Jane and Prudence, then, is sprinkled with liberal doses of both laughter and melancholia. Each of the characters evokes the reader’s sympathy – whether it’s the well-meaning, blundering Jane, the gorgeous, self-centred Prudence, or even the frightful Fabian, who might have possibly gotten a raw deal towards the end.

This gem of a novel is awash with nostalgia for youth and its vista of seemingly endless possibilities. But with great depth and subtlety, Pym explores how, as we grow older, our lives can completely deviate from the path we had originally envisaged in our idealistic youth. We might not live the life we had planned, but once we accept it, we can somehow make it work.

Tea Is So Intoxicating – Mary Essex

The British Library, under the imprint The British Library Women Writers, has released some excellent looking titles recently, mostly books written by women in the early 20th century, which have largely been forgotten or sunk without a trace. I had already bought a couple of them – Mary Essex’s Tea Is So Intoxicating and Rose Macaulay’s Dangerous Ages, and based on my extremely enjoyable experience with the Essex novel, I plan to explore this series more.

Tea Is So Intoxicating, then, is a delightful comedy, a hilarious take on the challenges and pitfalls of running a tea-house in a quaint English village.

David Tompkins and his wife Germayne have arrived in the village of Wellhurst with dreams of opening a tea-house. The dream is more of David’s, who believes cooking is a simple affair if certain methods are followed. David is a retired Naval officer, and it is during a bout of illness that the idea of starting a new venture begins to take shape. What also gives David much confidence is his prior stint as an accountant at the Dolly Varden Cosy Tea Shops Ltd, although he has no practical experience of any kind on the actual running of a tea-house. But this is a point David refuses to acknowledge.

She [Germayne] was dubious about the success of the proposed tea-house. But, meanwhile, David had launched himself out into the thought of selling lunches packed ready to take on the road with you, teas in the garden, teas in the inglenook, teas you took away with you, or teas you took away inside you. In fact, it was a comprehensive plan, and it covered every line of resistance that man could offer. His flights of fancy took him into realms of the type of lunch that no hiker or biker wants, but that did not worry him in the least. He would educate them. Lobster mayonnaise in cartons, fresh salmon with cucumber discs, cut hyper-thin; smoked trout and cheese soufflé, trifle and pêches melba. He believed that he could make the wildest success of it all.

David wants the tea-house to be a classy affair, with the right china and ambience that attracts quality people and not the riff-raff.

The trouble was that these wretched country people did not understand how very first-class the place was going to be. Something ormolu. Something that was dignified and smart, nothing slapdash and likely to appeal to the scum. He was strongly against scum. His place was to be the best, providing the best and only for the best.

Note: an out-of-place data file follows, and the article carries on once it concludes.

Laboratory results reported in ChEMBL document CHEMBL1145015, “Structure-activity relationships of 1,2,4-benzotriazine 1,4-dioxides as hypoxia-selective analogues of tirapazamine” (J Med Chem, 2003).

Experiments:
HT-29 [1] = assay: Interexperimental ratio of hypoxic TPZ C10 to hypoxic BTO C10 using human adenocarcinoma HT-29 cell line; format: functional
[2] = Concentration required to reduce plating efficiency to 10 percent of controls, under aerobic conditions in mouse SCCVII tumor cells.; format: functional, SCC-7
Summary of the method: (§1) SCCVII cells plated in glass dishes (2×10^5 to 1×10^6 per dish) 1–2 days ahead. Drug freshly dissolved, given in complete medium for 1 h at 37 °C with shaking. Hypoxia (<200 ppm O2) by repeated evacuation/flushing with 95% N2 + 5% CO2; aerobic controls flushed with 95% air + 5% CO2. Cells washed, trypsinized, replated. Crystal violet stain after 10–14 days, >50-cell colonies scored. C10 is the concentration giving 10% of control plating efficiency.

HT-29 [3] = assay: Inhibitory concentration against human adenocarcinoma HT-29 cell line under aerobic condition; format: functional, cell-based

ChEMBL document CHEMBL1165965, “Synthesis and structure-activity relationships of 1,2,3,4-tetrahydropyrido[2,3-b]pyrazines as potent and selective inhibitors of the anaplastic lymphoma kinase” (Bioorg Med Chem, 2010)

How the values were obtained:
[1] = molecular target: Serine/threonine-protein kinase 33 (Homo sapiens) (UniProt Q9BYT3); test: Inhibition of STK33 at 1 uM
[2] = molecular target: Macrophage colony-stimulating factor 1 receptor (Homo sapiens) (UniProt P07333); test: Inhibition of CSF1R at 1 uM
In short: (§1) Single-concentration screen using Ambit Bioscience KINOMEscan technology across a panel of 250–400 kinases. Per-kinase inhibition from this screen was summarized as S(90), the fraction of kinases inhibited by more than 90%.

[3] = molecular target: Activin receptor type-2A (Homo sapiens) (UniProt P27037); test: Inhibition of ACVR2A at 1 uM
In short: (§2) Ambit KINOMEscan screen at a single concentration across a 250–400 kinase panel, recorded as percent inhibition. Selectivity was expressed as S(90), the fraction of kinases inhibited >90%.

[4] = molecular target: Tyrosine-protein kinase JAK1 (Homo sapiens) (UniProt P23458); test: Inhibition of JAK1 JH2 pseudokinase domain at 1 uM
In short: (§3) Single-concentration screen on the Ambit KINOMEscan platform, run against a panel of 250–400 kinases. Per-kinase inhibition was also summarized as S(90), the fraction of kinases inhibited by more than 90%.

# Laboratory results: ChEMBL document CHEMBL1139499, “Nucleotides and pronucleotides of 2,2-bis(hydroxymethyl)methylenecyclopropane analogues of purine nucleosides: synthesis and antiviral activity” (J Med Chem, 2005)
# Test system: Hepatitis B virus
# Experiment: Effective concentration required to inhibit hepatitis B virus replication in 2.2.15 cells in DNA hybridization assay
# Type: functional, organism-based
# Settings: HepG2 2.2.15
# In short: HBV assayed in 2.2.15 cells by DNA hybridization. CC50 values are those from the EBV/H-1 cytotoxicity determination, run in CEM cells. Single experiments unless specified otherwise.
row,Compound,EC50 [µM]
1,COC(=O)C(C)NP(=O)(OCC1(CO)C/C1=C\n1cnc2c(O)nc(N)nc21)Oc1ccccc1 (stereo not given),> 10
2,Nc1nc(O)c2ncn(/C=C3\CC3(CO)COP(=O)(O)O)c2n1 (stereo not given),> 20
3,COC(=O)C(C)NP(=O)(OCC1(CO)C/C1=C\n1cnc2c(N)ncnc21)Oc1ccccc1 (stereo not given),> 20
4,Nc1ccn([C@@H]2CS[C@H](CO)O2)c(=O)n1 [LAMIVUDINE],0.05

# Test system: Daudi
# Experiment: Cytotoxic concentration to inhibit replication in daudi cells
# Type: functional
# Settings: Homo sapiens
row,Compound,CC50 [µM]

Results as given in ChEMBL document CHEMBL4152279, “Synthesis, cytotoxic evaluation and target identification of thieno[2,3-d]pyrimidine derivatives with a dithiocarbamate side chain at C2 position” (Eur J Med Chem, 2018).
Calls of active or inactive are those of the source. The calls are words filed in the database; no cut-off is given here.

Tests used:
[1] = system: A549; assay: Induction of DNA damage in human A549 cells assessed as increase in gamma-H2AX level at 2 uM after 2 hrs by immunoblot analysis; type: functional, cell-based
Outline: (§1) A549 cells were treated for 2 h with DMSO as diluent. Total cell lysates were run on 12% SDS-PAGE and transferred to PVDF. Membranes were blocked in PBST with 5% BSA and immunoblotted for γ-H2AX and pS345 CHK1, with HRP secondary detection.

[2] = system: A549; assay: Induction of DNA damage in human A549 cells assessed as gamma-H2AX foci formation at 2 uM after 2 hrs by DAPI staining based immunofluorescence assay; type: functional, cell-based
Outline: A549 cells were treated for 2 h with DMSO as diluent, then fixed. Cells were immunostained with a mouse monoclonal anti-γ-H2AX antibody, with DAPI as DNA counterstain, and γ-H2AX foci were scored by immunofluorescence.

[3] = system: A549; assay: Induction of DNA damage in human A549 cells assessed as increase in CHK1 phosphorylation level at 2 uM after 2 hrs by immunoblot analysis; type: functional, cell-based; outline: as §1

Meanwhile, David and Germayne set up residence in a cottage called Higgins-Bottom, a name David despises. He is hell bent on calling it Cherry Tree Cottage, but the villagers are having none of it and Higgins-Bottom stubbornly sticks. The Tompkinses are delighted with the prettiness of the cottage, although there are several practical drawbacks once they instill themselves there.

Essex also expertly weaves in brief backstories of both David and Germayne and how they end up as a couple into the main storyline. David was in a relationship with a woman who was not the marrying kind, an affair that dies a natural death. Germayne was earlier married to Digby, a wealthy man with a comfortable home, but quite set in his ways and also determined to turn Germayne into a new leaf. Both are ambivalent about parenthood, but end up having a daughter called Ducks. While motherhood continues to flummox Germayne, Digby finds himself thrilled to be a father despite his initial reservations. Doting immensely on Ducks, he spoils her silly, giving her free rein in the way she conducts herself. Feeling thoroughly stifled, and also because she considers Digby an insufferable bore, Germayne begins to see a way out when she meets David.

Romance blossoms between the two and Germayne divorces Digby to begin a new phase of life with David.

But with new beginnings come seemingly insurmountable challenges. First, is the capital required to set up the tea-house.  Despite his ambitions, David can’t cook to save his life. There’s this funny, wonderful set-piece in the earlier part of the novel, where wanting to tap into his friend George for investing into his venture, David invites him and his wife Gertrude to spend the weekend at their cottage. But it turns out to be a disaster. David concocts an elaborate menu for dinner, but botches it up. Breakfast is also a paltry affair where David serves omelettes “looking exactly like pieces of yellow window leather.” Obviously, asking an irritable and hungry man for money is hardly going to yield the desired result.